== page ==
Nursing Education Review unveils vision for nurses of the future

Exams to assess whether graduates are fit for registration, extending the length of the Bachelor of Nursing Degree, boosting the minimum number of clinical placement hours, realigning NP education towards primary care and establishing a national campaign to attract under-represented groups to nursing such as men are among 26 recommendations outlined in the Report of the Independent Review of Nursing Education released this week.

The wide-ranging review also calls for the regulation of assistants in nursing (AINs) to protect the public, the accreditation and monitoring of nursing courses undertaken by the Australian Nursing and Midwifery Accreditation Council (ANMAC) to be made public, formal accreditation and monitoring of clinical placements, and better integration between workforce planning and education so nursing students secure jobs as they enter the profession.

The report, Educating the Nurse of the Future: Report of the Independent Review of Nursing Education, furthermore pinpoints emerging trends affecting nursing education, listing ageing and mental health as areas educational institutions should focus more on to better prepare nurses for practice and the broader role they play in healthcare.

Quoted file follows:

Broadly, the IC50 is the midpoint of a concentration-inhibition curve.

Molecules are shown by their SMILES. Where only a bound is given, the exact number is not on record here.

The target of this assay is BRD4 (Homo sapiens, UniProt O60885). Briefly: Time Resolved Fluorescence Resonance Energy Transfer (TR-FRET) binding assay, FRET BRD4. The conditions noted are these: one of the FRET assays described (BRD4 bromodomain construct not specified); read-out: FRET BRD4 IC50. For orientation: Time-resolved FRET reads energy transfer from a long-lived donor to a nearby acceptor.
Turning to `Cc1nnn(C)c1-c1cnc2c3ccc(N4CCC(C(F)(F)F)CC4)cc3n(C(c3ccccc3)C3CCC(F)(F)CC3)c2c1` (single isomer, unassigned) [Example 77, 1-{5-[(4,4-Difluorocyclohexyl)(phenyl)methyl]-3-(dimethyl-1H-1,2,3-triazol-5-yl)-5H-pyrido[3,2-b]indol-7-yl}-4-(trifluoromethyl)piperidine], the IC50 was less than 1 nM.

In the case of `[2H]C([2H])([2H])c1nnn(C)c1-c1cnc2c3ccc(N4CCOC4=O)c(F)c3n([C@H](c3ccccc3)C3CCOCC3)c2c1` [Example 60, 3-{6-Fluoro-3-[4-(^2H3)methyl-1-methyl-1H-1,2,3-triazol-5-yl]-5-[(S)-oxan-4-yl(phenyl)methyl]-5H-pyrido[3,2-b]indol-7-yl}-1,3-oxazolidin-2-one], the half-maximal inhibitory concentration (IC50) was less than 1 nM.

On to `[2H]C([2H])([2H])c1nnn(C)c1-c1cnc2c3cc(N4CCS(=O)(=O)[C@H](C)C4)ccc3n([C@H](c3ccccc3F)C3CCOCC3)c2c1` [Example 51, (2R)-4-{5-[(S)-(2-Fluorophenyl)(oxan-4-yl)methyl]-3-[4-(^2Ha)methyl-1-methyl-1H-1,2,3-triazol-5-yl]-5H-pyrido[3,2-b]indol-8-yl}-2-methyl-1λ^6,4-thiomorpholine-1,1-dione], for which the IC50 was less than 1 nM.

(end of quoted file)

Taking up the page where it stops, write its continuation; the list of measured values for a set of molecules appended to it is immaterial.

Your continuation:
Other recommendations include developing a national web-based transition-to-practice program (TPP) that all nurses should complete in their first year, specific learning outcomes and assessments to ensure inter-professional learning is not neglected, the development of guidelines about health informatics and digital health technologies, determining the ideal mix of online and face-to-face teaching, and a push to increase the number of nursing academics.

NMBA practice standards should also specify the core knowledge, skills and procedural competence newly registered ENs and RNs require to work in any setting to make nursing education more consistent, according to another recommendation.

The independent review, commissioned by the federal government and undertaken by Emeritus Professor Steven Schwartz, set out to examine the current educational preparation of Australian nurses to ensure they are adequately equipped to meet the future needs of the nation’s evolving health system.

Its scope included exploring the effectiveness of educational preparation and articulation between enrolled and registered nurses and nurse practitioners in meeting the needs of health service delivery, factors that affect the choice of nursing as an occupation and the worth of Australian nursing qualifications globally.

The review was shaped by extensive consultations across Australia, with more than 1,100 educators, clinicians, supervisors, policymakers, patient groups, students, managers and unions providing feedback.